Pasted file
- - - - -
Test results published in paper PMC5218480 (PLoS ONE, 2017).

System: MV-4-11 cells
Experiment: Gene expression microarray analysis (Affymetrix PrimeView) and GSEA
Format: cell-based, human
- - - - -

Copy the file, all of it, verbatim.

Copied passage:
Test results published in paper PMC5218480 (PLoS ONE, 2017).

System: MV-4-11 cells
Experiment: Gene expression microarray analysis (Affymetrix PrimeView) and GSEA
Format: cell-based, human